JBO'C's Historical Reference

Aga Muhammad Khan Qajar Shah of Persia

Aga or Agha Muhammad Khan founder of the Qajar Dynasty was born in Gorgon (Astrabad). He was Il Khan of the Qajar Turkmen Tribe. The Qajar were Qizilbash/Kizilbash Turkmen of the Southern Azeri group. The Qajar tribe were early supporters of Ismail Shah Safavi and the senior branch of the tribe received Gorgon/Astrabad as their fief. They received Astrabad as a strategic move to reinforce the eastern flank of the empire against the machinations of the Uzbek.

As a young child Agha Mohammad Khan was tortured and castrated by Adil Shah Afshar an ally of the Zands and his father was killed. Aga or Agha is a title that means eunuch.

In 1795 Qajar Aga Mohammed Khan moves north into the Caucasus to rescuer the form Safavid Khanates and kingdoms. He invaded the kingdom of Khartli (modern day Georgia) and ravages Tbilisi. He also secures khanates of Nakhichevan, Yerevan and Talish but fails to take Shusha.

In 1796 in response to the invasion of Khartli a Russian vassal state the Russian army invades Azerbaijan and Aga Mohammed Khan withdraws to Iran. In the same year Russian army withdrew from Azerbaijan on the death of Tsarine Catherine II.

1797 Second invasion of Aga Mohammed khan and his successor Baba Khan, fall of Shusha.

1797 New Russian Tsar Paul (Pavel I) decides to send troops to Azerbaijan

Aga Mohammed Khan and the Turkmen

"But in the last years of the century they incurred the enmity of the Persian ruler, Aga Mohammed Khan, not, indeed, through their marauding propensities so much as by an act of personal hostility. Although the Turkmen had been on sympathetic terms with Aga Mohammed and his father, they murdered the former's brother when he fled to them for refuge from the pursuit of Zuckee Khan, brother of the Shah Kurrum Khan (Kerim Khan Zand,). For that act Aga Mohammed resolved to exact the most ample reparation, and he accordingly collected a large army at Astrabad, in the neighborhood of which place the offending Turkmen dwelt. His operations were completely successful, and the Turkmen — who were probably Kerim Khan Zand, either Goklen or Yomut paid bitterly for their treachery. So severe were the retaliatory measures adopted by Aga Mohammed, and so resolutely did he carry out his plan of revenge, that the Turkmen were thoroughly cowed, and for a long time afterwards the frontier near Astrabad was more settled than it had ever been before since the days of Nadir Shah. Aga Mohammed carried a large number of prisoners into captivity, and in addition obtained hostages for the future behavior of the tribe."
Turkmen_by_Boulger_Part 2

The Qajars belonged to a Turkman tribe that held ancestral lands in present-day Azerbaijan, which was formerly part of Iran. In 1779, following the death of the Zand dynasty ruler of southern Iran, Agha Mohammad Khan, a Qajar leader, set out to reunify Iran.
According to Persepolis website, Agha Mohammad Khan established the Qajar dynasty by defeating numerous rivals and controlling all of Iran.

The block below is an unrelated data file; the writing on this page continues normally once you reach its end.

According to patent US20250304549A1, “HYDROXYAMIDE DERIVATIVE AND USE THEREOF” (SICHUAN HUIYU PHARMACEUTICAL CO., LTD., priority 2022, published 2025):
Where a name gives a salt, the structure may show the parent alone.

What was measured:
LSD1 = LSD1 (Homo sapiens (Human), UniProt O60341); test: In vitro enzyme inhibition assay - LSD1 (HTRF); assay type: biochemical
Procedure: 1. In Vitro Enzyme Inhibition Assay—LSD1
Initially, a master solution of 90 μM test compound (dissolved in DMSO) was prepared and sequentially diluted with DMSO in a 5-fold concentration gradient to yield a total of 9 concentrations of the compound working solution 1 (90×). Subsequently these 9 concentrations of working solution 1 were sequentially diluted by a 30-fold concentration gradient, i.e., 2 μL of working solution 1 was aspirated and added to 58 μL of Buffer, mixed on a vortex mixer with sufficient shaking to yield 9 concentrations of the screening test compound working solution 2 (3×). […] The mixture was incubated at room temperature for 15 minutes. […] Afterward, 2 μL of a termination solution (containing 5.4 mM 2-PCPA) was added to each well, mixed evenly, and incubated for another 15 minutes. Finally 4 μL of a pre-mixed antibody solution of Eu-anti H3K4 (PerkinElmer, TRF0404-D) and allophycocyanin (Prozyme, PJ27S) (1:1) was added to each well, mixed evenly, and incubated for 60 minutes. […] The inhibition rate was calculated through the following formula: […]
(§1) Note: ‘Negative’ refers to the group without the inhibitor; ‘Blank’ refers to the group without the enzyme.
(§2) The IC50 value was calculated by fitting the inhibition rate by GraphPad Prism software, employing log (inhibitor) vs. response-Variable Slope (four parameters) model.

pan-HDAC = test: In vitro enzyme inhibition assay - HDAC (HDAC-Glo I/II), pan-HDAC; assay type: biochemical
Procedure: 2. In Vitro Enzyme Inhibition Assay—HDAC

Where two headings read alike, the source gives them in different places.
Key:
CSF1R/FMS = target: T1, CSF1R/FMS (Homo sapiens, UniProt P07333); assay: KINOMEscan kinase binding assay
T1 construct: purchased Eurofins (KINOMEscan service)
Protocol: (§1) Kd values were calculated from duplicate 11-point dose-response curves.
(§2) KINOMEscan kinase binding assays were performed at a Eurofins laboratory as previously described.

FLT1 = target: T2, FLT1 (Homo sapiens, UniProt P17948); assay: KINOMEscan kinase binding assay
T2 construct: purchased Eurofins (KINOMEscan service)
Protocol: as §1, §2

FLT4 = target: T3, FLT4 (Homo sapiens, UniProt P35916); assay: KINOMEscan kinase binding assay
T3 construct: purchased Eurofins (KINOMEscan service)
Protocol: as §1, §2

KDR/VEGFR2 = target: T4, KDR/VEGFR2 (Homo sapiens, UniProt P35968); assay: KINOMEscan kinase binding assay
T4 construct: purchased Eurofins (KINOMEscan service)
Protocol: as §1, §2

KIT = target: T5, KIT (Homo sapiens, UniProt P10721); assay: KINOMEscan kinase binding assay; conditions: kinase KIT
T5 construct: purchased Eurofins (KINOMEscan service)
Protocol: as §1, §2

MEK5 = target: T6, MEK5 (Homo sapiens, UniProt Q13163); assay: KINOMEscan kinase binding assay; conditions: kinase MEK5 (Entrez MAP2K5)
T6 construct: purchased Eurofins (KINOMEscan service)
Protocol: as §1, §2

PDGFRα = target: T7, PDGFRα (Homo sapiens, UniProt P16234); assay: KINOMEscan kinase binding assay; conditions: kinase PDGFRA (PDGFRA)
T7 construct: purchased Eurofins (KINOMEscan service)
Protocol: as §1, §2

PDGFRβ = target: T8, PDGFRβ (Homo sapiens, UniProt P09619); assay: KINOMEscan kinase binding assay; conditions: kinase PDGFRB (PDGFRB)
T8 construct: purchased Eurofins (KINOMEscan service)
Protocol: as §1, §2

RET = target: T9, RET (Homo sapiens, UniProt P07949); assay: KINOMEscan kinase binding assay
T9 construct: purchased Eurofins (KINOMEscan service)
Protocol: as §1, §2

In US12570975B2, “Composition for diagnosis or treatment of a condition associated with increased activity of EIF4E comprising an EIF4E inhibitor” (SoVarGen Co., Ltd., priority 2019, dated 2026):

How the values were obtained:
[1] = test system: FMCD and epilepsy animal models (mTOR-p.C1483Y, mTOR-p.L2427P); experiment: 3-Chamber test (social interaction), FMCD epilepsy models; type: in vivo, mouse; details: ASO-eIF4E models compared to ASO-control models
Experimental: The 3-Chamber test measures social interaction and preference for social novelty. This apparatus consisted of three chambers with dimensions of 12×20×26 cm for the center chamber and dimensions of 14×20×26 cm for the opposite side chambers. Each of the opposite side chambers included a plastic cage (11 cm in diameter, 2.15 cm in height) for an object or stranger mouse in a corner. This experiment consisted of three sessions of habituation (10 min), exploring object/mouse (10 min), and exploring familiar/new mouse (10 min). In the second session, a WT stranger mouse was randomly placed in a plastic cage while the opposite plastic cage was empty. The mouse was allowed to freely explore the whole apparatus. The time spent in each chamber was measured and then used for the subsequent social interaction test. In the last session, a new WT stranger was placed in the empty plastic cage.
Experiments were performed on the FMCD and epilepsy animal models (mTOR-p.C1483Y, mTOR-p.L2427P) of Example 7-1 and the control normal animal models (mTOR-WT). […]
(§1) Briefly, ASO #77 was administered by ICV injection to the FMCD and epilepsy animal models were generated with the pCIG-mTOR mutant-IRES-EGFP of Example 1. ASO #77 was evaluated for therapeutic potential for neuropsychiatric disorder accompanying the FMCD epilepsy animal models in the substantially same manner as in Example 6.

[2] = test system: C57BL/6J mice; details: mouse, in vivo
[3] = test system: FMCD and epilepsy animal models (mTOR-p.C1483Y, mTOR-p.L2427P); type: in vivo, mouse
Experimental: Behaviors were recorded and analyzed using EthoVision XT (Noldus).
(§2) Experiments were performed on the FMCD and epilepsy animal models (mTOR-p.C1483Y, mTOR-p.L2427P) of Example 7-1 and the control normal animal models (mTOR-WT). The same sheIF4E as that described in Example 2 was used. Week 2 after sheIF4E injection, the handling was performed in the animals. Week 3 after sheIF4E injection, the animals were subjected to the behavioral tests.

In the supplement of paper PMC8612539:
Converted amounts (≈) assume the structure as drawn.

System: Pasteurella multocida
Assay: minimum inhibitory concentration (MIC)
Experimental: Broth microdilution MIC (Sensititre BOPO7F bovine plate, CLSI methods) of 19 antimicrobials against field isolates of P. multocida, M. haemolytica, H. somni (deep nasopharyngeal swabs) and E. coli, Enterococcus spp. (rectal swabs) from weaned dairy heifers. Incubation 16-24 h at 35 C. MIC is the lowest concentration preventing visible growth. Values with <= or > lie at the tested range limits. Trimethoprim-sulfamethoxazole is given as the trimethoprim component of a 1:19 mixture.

By 1794, he had eliminated all his rivals, including Lotf ’Ali Khan, the last of the Zand dynasty, and had reasserted Iranian sovereignty over the former Iranian territories in Georgia and the Caucasus. In 1796 he was formally crowned as shah and established his capital at Tehran, a village near the ancient city of Rey (now Shahr-e Rey).
Agha Mohammad was assassinated in 1797 and succeeded by his nephew, Fath Ali Shah.

These massive gold coins formed part of the indemnity of 5 krur or 2500000 tomans paid by Persia to the Russians under the Treaty of Turkmanchai, in 1828, following the disastrous war. None of these coins are believed to exist in Iran and all the presently recorded examples have emanated from Russia. 5 krur would have weighed just over two metric tons and contemporary reports state that it took some 1600 mules to carry the specie. The treaty also ceded the Khanates of Erivan and Nakhichvan to Russia in perpetuity as well as forbidding the Persians to have any armed vessels in the Caspian sea.
Six coin sets similar to the present one were presented by Czar Nicholas I to the Duchess of Anhalt-Dessau and Frederick VI of Denmark. The only set in a British institution is the Anhalt Dessau group, bequeathed to the Ashmolean Museum by Sir Bernard Eckstein in 1948 and recently displayed at the London exhibition of 'Royal Persian Painting: The Qajar Epoch, 1795-1925' (catalogue no. 100). It differs slightly from the present set in that the 10 tomans of AH 1210 is from Isfahan rather than Tehran.
On the death of Karim Khan in 1779, Agha Mohammad, Qajar chief of Astrabad was one of the contenders for the vacant throne. He escaped from imprisonment in Shiraz and fled to Mazandaran to gather his supporters. He was captured and later barbarously mutilated by Adil Shah. Afterwards he managed to rejoin his followers and ruled over parts of Persia until 1795 when he defeated Luft Ali Khan, last of the Zand shahs, at Kirman. From then on he was absolute master of the kingdom.
On the occasion of his coronation in 1796 he girded the sword consecrated at the tomb of the founder of the Safavid dynasty thus firmly pledging himself to uphold the Shi'ite faith. He was murdered in 1797 by his personal attendants - men who were under sentence of death but allowed to be at large. He was succeeded by his nephew Fath 'Ali Shah.
In spite of cruel and difficult times, Agha Muhammad founded a dynasty that was to rule Persia for a century and a quarter and he firmly established the Shi'ite faith as the official religion.
Agha Muhammad Khan Treaty of Turkmanchai Gold Coins

The Kajar Eunuch marched towards his prey (Lutf Ali Khan) by Shahr-i-Bobek and Mashiz, and constructed a fortified camp, which is still standing some three miles to the west of the city.

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